One of the things I loved about the movie were the visuals.  The battle scenes were intense, the type that keeps you on the edge of your seat.  The Mexican countryside in which it was filmed was gorgeous.

But one thing that was so beautiful, and so authentic, were the depictions of the Catholic Church at the time:  The way everyone received Our Lord in the Eucharist upon the tongue.  How everyone would wear their best for Sunday Mass.  The women wore long dresses and chapel veils – the chapel veils are still common today if you go to the Latin Mass.  The men were in suits.  It was a different culture, a different time.  Though, again, if you go to a Latin Mass you will still see these customs – especially those offered by groups such as the Institute of Christ the King, the Priestly Fraternity of Saint Peter, or the Society of Saint Pius X.

It was a hard movie to watch. Most of the people people depicted in the film (the main characters) actually lived, risked their lives, fought, and died for Our Lord, and for His Church. Their churches were destroyed, their priests murdered, because of their love for for Jesus Christ. The movie was heart-wrenching, as it shows how evil rises up, again and again, against the Catholic Church. What happened in Mexico is what happened in the French Revolution (also a Masonic persecution of the Church).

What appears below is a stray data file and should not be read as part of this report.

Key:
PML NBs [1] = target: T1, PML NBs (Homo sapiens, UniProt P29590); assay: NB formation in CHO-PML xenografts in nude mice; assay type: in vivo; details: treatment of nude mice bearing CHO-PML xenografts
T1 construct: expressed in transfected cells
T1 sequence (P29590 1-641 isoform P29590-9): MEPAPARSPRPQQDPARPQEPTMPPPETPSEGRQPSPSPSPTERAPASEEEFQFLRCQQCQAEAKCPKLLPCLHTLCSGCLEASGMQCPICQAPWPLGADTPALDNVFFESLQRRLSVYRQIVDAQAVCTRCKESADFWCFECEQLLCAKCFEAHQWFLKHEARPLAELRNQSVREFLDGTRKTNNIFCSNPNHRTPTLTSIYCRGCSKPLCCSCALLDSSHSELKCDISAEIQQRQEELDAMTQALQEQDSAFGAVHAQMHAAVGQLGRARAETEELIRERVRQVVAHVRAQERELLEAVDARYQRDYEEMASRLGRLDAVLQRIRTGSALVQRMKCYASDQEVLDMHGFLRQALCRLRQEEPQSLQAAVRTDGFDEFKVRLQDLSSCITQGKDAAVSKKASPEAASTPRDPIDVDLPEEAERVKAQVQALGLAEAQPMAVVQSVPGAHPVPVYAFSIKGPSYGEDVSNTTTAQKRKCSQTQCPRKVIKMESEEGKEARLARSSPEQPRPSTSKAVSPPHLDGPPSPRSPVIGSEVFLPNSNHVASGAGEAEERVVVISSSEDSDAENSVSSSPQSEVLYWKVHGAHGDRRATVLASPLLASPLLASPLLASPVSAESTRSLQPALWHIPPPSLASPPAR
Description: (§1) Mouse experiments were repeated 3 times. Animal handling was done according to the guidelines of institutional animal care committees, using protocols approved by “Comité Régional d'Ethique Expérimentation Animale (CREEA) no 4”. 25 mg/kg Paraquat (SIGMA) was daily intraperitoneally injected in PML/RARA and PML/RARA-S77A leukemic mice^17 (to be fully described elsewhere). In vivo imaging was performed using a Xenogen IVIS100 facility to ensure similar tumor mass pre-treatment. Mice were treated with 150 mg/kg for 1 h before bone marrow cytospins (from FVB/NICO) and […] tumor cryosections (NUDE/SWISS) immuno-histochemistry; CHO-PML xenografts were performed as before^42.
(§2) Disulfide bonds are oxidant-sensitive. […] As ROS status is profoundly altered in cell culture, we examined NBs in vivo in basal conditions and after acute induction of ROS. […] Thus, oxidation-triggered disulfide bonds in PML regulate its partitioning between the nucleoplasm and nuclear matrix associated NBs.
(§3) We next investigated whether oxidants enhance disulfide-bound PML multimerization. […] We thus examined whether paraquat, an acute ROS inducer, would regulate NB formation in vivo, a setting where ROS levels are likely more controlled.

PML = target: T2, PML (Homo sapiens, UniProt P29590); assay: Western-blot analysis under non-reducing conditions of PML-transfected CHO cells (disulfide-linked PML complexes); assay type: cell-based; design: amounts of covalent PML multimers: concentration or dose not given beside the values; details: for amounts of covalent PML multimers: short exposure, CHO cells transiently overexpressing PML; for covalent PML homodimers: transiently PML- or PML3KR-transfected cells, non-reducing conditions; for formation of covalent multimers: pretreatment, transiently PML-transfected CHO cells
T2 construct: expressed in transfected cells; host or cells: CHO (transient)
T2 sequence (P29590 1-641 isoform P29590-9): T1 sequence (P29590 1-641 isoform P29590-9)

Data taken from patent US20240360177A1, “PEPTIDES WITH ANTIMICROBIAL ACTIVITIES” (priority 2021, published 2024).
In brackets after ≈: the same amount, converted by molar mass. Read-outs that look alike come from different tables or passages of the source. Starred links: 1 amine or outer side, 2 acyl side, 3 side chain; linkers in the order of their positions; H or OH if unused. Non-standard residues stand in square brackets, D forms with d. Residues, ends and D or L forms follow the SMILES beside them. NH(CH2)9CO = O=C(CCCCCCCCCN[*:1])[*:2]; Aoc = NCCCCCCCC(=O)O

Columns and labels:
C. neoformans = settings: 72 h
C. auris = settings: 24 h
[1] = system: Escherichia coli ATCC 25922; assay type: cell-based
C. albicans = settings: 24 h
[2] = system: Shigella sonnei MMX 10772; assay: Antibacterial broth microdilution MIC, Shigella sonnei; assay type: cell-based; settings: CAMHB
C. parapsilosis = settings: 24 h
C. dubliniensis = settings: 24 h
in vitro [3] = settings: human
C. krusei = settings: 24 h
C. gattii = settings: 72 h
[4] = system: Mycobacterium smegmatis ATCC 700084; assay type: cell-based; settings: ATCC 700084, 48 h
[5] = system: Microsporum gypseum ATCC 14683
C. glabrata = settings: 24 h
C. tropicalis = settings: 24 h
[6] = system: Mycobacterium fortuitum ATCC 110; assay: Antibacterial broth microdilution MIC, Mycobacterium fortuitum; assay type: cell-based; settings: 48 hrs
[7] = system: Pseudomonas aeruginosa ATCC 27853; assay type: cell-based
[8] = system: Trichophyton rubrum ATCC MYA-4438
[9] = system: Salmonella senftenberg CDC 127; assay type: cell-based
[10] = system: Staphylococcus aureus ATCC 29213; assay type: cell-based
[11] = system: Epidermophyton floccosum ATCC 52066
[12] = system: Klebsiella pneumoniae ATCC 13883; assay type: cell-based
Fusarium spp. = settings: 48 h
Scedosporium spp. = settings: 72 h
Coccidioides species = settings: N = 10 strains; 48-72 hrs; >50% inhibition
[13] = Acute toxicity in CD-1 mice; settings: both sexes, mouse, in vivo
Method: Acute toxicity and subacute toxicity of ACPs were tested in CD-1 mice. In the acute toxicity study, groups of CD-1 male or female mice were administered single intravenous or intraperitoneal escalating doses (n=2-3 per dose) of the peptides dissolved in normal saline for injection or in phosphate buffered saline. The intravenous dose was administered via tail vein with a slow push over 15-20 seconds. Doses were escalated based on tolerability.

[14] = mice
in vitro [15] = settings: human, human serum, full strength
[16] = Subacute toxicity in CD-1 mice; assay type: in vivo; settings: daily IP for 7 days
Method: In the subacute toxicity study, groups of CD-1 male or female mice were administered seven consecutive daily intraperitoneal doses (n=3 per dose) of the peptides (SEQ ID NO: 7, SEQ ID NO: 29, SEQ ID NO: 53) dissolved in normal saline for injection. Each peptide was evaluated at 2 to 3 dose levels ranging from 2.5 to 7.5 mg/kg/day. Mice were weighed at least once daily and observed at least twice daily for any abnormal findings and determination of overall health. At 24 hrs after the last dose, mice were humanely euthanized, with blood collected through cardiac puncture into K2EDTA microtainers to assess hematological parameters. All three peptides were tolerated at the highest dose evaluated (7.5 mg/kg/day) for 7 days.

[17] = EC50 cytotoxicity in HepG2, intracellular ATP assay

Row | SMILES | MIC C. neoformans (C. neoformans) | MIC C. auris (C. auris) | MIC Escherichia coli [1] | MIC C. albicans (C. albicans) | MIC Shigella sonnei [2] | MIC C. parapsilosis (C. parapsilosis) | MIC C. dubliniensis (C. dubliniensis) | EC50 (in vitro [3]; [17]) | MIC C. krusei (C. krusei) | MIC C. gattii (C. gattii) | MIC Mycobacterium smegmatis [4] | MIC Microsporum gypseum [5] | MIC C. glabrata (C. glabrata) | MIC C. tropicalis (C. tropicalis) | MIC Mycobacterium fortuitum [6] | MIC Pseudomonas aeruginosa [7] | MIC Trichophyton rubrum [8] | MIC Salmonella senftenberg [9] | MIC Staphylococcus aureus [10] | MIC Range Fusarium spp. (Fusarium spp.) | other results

It is also a warning for our own time.  Persecutions start by laws being passed which infringe on the rights of the Church, the rights of a country’s citizens.  Satan hates the Catholic Church, and he will attack Her every chance he gets.  As the Church gets stronger, Satan weakens, and vise-versa.  Persecutions can start suddenly in any country.  We must always remain vigilant.

Advertisements
This entry was posted in Catholic, Cristiada, Culture, History and tagged , , , , . Bookmark the permalink.

3 Responses to For Greater Glory – Average Catholic Review

  1. catholic123 says:

    I also loved the depiction of the Latin Mass and the reverence shown towards the sacraments of Holy Communion and Reconciliation. I also pray that Catholics and all Christians will rise against the persecutions that are already beginning and see this movie as a wake up call to us all.

  2. One of the scenes I really appreciated was when Father Vega refused General Gorostieta Holy Communion, telling him “You need to confess first”. It was a time when the Church protected the Eucharist, not allowing serious, public, unrepentant sinners to take of Our Lord.

  3. Unfortunately, the movie is playing nowhere near where I live, so I will need to wait for the DVD.

    But I read your comment above. Nowadays, Father Vega would be put in front of a commission of some sort, and just after he was suspended for unseemly behavior, probably charged with a hate crime.

Leave a Reply

Fill in your details below or click an icon to log in:

WordPress.com Logo

You are commenting using your WordPress.com account. Log Out / Change )

Twitter picture

You are commenting using your Twitter account. Log Out / Change )

Facebook photo

You are commenting using your Facebook account. Log Out / Change )

Google+ photo

You are commenting using your Google+ account. Log Out / Change )

Connecting to %s